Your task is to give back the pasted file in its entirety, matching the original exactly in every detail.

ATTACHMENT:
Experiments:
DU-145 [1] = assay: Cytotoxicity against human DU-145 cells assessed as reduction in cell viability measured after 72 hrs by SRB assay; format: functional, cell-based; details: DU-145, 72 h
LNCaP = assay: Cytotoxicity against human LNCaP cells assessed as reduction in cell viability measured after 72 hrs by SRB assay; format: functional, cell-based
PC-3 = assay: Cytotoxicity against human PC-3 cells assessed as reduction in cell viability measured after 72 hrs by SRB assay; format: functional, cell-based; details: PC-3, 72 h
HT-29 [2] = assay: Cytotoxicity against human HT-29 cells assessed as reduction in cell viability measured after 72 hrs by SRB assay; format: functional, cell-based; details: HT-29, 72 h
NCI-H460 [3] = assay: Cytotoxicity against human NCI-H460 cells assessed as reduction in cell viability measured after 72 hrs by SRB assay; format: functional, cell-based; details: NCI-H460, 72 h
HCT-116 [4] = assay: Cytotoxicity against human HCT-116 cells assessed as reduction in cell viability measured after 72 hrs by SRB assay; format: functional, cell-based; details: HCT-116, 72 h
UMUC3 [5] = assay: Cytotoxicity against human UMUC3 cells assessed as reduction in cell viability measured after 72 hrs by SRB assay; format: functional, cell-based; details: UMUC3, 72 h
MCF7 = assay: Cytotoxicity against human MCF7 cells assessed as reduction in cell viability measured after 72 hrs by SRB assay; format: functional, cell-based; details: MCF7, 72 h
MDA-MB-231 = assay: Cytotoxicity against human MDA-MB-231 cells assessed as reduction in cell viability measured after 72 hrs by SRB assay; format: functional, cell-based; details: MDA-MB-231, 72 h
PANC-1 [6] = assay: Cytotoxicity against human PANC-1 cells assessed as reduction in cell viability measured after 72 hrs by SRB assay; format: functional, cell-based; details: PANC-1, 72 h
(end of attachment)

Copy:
Experiments:
DU-145 [1] = assay: Cytotoxicity against human DU-145 cells assessed as reduction in cell viability measured after 72 hrs by SRB assay; format: functional, cell-based; details: DU-145, 72 h
LNCaP = assay: Cytotoxicity against human LNCaP cells assessed as reduction in cell viability measured after 72 hrs by SRB assay; format: functional, cell-based
PC-3 = assay: Cytotoxicity against human PC-3 cells assessed as reduction in cell viability measured after 72 hrs by SRB assay; format: functional, cell-based; details: PC-3, 72 h
HT-29 [2] = assay: Cytotoxicity against human HT-29 cells assessed as reduction in cell viability measured after 72 hrs by SRB assay; format: functional, cell-based; details: HT-29, 72 h
NCI-H460 [3] = assay: Cytotoxicity against human NCI-H460 cells assessed as reduction in cell viability measured after 72 hrs by SRB assay; format: functional, cell-based; details: NCI-H460, 72 h
HCT-116 [4] = assay: Cytotoxicity against human HCT-116 cells assessed as reduction in cell viability measured after 72 hrs by SRB assay; format: functional, cell-based; details: HCT-116, 72 h
UMUC3 [5] = assay: Cytotoxicity against human UMUC3 cells assessed as reduction in cell viability measured after 72 hrs by SRB assay; format: functional, cell-based; details: UMUC3, 72 h
MCF7 = assay: Cytotoxicity against human MCF7 cells assessed as reduction in cell viability measured after 72 hrs by SRB assay; format: functional, cell-based; details: MCF7, 72 h
MDA-MB-231 = assay: Cytotoxicity against human MDA-MB-231 cells assessed as reduction in cell viability measured after 72 hrs by SRB assay; format: functional, cell-based; details: MDA-MB-231, 72 h
PANC-1 [6] = assay: Cytotoxicity against human PANC-1 cells assessed as reduction in cell viability measured after 72 hrs by SRB assay; format: functional, cell-based; details: PANC-1, 72 h